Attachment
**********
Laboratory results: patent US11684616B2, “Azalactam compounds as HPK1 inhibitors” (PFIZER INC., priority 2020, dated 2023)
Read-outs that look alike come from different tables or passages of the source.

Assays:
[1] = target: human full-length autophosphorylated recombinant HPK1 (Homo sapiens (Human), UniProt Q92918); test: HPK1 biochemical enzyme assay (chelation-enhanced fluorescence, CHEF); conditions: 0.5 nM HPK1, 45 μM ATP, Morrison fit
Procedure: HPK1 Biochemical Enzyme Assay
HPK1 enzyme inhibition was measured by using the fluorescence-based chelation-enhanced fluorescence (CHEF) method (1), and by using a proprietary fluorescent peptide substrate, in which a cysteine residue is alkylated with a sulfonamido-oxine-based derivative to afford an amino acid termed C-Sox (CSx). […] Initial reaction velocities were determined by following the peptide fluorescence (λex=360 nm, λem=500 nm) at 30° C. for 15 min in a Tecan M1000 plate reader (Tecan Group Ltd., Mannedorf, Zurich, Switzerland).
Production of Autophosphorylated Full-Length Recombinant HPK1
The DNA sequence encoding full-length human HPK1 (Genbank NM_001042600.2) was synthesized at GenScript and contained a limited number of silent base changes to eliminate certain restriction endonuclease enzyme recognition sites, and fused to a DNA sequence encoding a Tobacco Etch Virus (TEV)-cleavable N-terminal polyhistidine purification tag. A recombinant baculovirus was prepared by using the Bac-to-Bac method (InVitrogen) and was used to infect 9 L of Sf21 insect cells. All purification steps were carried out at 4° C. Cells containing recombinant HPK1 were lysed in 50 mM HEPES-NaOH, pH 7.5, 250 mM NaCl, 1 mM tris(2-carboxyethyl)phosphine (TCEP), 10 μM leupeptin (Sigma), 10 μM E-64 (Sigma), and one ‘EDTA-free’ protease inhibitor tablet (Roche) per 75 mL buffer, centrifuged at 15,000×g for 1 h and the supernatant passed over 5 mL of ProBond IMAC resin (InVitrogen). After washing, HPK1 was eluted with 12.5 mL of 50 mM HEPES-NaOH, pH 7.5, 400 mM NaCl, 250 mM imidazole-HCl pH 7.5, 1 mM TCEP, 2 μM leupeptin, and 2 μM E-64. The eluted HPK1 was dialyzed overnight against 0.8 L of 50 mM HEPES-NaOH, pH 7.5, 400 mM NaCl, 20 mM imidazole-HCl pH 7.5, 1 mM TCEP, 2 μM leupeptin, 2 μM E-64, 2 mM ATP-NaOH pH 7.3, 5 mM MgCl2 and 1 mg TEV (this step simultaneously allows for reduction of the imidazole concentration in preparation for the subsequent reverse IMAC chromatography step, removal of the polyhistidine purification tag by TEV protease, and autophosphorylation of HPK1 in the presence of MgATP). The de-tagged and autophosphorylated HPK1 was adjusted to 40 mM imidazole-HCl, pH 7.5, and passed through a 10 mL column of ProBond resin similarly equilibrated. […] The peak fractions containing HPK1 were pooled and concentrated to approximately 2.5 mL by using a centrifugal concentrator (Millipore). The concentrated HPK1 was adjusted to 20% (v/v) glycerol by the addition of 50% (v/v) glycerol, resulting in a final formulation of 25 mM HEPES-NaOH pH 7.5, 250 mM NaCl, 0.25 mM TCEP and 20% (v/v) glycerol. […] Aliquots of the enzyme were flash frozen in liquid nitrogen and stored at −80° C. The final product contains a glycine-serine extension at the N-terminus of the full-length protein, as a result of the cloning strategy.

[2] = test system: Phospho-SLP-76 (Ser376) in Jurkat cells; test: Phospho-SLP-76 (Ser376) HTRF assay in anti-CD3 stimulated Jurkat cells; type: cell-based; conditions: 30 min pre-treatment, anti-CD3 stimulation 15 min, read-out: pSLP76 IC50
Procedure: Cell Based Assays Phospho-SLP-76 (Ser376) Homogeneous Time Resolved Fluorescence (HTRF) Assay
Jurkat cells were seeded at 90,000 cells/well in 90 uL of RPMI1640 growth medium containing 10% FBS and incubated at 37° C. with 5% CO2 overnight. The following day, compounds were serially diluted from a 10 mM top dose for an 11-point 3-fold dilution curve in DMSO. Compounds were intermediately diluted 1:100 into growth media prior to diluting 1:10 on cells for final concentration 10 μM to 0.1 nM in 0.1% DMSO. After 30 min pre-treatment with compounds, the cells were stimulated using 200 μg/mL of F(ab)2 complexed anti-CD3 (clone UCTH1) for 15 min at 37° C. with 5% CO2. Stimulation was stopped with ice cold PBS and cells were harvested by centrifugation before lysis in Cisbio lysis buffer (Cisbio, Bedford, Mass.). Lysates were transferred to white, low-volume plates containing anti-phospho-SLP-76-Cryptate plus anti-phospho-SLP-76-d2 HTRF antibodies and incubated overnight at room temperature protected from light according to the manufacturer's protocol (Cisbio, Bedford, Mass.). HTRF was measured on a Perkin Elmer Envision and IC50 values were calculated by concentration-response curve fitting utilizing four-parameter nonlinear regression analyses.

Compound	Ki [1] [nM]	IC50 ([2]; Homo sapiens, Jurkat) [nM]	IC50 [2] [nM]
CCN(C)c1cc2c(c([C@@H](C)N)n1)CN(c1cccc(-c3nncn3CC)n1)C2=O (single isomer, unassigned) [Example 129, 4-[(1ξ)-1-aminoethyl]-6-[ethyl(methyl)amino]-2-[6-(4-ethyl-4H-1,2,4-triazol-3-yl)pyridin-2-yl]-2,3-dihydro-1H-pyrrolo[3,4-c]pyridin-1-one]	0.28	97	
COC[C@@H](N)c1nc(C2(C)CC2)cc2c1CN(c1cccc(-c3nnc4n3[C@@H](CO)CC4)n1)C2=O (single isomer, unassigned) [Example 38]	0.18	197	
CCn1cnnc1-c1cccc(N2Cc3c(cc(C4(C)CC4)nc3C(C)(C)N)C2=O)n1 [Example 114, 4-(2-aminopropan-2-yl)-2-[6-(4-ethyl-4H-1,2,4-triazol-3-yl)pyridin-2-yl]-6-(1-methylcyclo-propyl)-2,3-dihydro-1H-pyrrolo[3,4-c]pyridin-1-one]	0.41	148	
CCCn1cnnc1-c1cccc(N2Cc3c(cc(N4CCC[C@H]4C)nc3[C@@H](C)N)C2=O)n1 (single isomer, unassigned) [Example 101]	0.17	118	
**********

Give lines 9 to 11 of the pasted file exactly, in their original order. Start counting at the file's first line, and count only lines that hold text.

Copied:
[2] = test system: Phospho-SLP-76 (Ser376) in Jurkat cells; test: Phospho-SLP-76 (Ser376) HTRF assay in anti-CD3 stimulated Jurkat cells; type: cell-based; conditions: 30 min pre-treatment, anti-CD3 stimulation 15 min, read-out: pSLP76 IC50
Procedure: Cell Based Assays Phospho-SLP-76 (Ser376) Homogeneous Time Resolved Fluorescence (HTRF) Assay
Jurkat cells were seeded at 90,000 cells/well in 90 uL of RPMI1640 growth medium containing 10% FBS and incubated at 37° C. with 5% CO2 overnight. The following day, compounds were serially diluted from a 10 mM top dose for an 11-point 3-fold dilution curve in DMSO. Compounds were intermediately diluted 1:100 into growth media prior to diluting 1:10 on cells for final concentration 10 μM to 0.1 nM in 0.1% DMSO. After 30 min pre-treatment with compounds, the cells were stimulated using 200 μg/mL of F(ab)2 complexed anti-CD3 (clone UCTH1) for 15 min at 37° C. with 5% CO2. Stimulation was stopped with ice cold PBS and cells were harvested by centrifugation before lysis in Cisbio lysis buffer (Cisbio, Bedford, Mass.). Lysates were transferred to white, low-volume plates containing anti-phospho-SLP-76-Cryptate plus anti-phospho-SLP-76-d2 HTRF antibodies and incubated overnight at room temperature protected from light according to the manufacturer's protocol (Cisbio, Bedford, Mass.). HTRF was measured on a Perkin Elmer Envision and IC50 values were calculated by concentration-response curve fitting utilizing four-parameter nonlinear regression analyses.